Lincoln Street Art Park gets massive new sculpture and learning center – Knight Foundation

Lincoln Street Art Park gets massive new sculpture and learning center

Above: The Green Living Science classroom at Lincoln Street Art Park. Photos by Rosie Sharp.

Have you been feeling a “freaky” but palpable urge to explore the no-man’s-land between Detroit’s Woodbridge neighborhood and the area surrounding Henry Ford Hospital? It may be that you are answering the invisible call of the newly-minted, 75-foot Freak Beacon, a fresh addition to the Lincoln Street Art Park.

Funding for the project came from a Knight Foundation placemaking grant to Green Living Science, in support of the Activi-Tree project at the Lincoln Street Art Park. Knight has supported both the Activi-Tree container (phase 1) and the Freak Beacon (phase 2) through grants in both 2014 and 2015. Fabrication of the tower and ball began on February 1 of this year, and all components were completed on April 18. The sculpture weighs over 9,000 lbs., including a 6-foot-square poured concrete base, giving it monumental power to draw “freaks” from all corners of the city, and perhaps even the nation.

The Freak Beacon.

The sculpture was designed by Ryan C. Doyle of Detroitus, who worked with Ben Wolf at Ferrous Wolf on the tower fabrication and Jonathan Isbell from Metaevol Technology—who designed and fabricated the Buckminster Fuller ‘Bucky Ball’ that sits 40 feet off the ground. The entire project was reviewed by engineer Mike O’Toole from Dash 7 Design. It literally raises the visibility of the art park, which is tucked behind Detroit’s popular grassroots recycling center, Recycle Here!.

“The Freak Beacon is made of steel,” explains Lincoln Street Art Park and Recycle Here! organizer Matthew Naimi, via email. “Once fabricated, the entire sculpture was put through a hot dip galvanizing process at V+S Galvanizing in Detroit. The galvanization process protects the sculpture from rust and oxidation while giving it the striking shiny silver look.”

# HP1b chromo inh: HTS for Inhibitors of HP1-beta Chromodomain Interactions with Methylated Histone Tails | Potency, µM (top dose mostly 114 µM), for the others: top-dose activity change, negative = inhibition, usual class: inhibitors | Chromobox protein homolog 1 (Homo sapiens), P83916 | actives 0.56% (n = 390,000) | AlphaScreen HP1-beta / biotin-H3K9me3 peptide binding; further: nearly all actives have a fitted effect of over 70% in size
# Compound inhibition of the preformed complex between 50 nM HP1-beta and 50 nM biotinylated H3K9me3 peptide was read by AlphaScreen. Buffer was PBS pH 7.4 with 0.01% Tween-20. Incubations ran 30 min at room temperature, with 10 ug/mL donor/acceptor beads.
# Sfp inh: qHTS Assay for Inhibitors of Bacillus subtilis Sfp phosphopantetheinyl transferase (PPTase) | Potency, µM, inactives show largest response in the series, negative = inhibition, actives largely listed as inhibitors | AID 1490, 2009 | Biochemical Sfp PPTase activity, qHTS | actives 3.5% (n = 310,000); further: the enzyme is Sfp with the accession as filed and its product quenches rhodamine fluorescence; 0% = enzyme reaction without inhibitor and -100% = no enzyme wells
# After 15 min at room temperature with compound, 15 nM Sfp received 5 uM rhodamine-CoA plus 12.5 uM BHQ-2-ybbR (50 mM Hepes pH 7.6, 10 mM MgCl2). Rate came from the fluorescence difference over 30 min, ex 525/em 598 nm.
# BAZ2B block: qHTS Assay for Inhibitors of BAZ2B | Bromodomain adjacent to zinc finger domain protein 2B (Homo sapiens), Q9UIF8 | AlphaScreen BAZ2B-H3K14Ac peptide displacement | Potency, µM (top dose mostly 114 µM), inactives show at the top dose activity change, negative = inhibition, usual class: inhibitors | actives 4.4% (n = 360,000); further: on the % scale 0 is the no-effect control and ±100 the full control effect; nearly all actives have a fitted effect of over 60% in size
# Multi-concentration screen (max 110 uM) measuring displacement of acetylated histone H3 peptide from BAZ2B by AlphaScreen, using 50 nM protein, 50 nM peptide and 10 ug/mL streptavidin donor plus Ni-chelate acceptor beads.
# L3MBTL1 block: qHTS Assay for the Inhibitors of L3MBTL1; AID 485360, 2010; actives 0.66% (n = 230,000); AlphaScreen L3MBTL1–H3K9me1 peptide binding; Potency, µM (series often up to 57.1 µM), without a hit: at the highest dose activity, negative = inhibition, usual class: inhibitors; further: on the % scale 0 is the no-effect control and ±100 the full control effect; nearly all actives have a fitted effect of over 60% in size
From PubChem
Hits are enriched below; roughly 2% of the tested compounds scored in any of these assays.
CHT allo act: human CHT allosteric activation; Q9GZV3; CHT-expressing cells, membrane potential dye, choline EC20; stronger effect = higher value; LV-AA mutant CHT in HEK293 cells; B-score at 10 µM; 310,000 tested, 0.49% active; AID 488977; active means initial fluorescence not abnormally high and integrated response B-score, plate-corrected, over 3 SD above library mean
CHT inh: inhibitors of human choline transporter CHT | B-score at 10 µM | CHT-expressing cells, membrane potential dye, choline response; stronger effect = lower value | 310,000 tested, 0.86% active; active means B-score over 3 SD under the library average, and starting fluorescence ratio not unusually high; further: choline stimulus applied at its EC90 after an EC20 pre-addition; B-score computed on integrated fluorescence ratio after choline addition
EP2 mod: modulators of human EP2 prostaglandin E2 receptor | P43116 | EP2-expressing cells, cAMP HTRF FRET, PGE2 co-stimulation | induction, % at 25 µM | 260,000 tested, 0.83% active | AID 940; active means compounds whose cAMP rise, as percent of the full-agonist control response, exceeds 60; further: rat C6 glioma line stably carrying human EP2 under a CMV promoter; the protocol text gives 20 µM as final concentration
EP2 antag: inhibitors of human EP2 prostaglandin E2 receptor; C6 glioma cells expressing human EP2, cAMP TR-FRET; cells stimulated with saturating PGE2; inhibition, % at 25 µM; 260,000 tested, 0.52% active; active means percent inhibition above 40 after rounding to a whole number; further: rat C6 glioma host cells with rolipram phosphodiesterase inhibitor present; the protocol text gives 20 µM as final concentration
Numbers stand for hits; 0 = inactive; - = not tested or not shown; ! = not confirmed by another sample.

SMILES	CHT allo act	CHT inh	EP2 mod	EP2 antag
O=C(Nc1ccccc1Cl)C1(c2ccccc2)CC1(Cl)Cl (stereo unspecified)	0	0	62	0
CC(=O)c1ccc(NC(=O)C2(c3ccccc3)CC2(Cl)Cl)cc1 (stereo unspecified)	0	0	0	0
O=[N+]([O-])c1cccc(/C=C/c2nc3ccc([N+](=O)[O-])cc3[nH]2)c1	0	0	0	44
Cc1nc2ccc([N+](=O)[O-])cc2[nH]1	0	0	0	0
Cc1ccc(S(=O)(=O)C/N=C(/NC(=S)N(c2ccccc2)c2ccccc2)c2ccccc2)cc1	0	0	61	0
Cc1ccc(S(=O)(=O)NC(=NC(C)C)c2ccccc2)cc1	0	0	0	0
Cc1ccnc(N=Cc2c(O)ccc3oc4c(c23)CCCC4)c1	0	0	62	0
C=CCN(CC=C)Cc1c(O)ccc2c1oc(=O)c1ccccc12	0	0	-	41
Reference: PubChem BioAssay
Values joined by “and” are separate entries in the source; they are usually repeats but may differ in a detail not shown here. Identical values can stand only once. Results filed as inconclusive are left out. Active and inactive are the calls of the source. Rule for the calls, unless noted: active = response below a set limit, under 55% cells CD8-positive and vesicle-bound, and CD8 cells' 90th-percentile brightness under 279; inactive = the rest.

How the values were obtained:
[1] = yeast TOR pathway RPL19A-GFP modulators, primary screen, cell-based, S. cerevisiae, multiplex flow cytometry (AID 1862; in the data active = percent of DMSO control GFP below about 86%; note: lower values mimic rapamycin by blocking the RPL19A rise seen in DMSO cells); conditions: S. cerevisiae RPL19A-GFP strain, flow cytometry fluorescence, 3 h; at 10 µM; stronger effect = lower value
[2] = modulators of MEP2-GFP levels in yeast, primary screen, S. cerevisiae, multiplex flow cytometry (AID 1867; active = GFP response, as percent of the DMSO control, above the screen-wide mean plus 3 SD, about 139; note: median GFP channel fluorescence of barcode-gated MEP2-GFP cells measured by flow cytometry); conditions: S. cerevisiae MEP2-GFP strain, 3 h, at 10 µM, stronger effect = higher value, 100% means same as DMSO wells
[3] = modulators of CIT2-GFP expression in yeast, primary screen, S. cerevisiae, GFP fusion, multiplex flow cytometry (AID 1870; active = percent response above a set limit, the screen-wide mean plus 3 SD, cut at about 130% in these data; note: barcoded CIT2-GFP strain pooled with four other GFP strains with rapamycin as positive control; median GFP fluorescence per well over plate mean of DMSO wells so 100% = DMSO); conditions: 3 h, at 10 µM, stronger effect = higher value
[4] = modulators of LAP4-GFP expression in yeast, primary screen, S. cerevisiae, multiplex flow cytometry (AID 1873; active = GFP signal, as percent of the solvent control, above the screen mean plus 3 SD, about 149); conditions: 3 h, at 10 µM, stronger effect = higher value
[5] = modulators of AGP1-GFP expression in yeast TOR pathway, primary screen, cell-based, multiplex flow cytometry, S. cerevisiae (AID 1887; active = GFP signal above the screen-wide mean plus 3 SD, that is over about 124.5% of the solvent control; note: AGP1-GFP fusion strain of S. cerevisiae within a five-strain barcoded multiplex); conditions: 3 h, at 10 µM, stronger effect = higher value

At the foot of the tower is a shipping container-turned-classroom; this represents phase 2 of the Activi-Tree project. The Activi-Tree is a multi-year, multi-phase living sculpture that is part of the Green Living Science classroom in the Lincoln Street Art Park. This space is a community learning and work space, including the base for a summer camp for Detroit children, coordinated by Green Living Science, that focuses on art and the environment. “The interior of the classroom was designed by artist Eno Laget, using historic imagery to provoke conversation,” says Naimi. The container was installed at Art Prize 2015 as an active art classroom that hosted workshops and performances, all made possible through funding from Knight.

The interior of the Green Living Science classroom.

Emblazoned across the side of the classroom, and scrawled intermittently around the art park—which features works by local sculptural heavyweights like John Sauve and Robert Sestok, as well as numerous murals by various street artists—is the phrase “Share Your Candy.” Naimi characterizes this as the ethos of the Lincoln Street Art Park.

“Money never changes hands on Lincoln Street,” he explains. “Everyone has a special talent or skill, and that is your candy. The park is a place for people to come together and share their candy with others. This is how we have built art, cleaned up the park, brought people together. People come not to spend money, but to participate and experience life.”

If you’re interested in participating and experiencing life at the Lincoln Street Art Park, or just coming to check out the beacon and letting “your freak flag fly,” make your way down to 5926 Lincoln Street and check out the action. With warm weather upon us, the park will surely be hosting its roster of impromptu seasonal events, parties and happenings. “If you are in the area, stop by and see if something is going on,” says Naimi. “You just might stumble into something that will change your world.”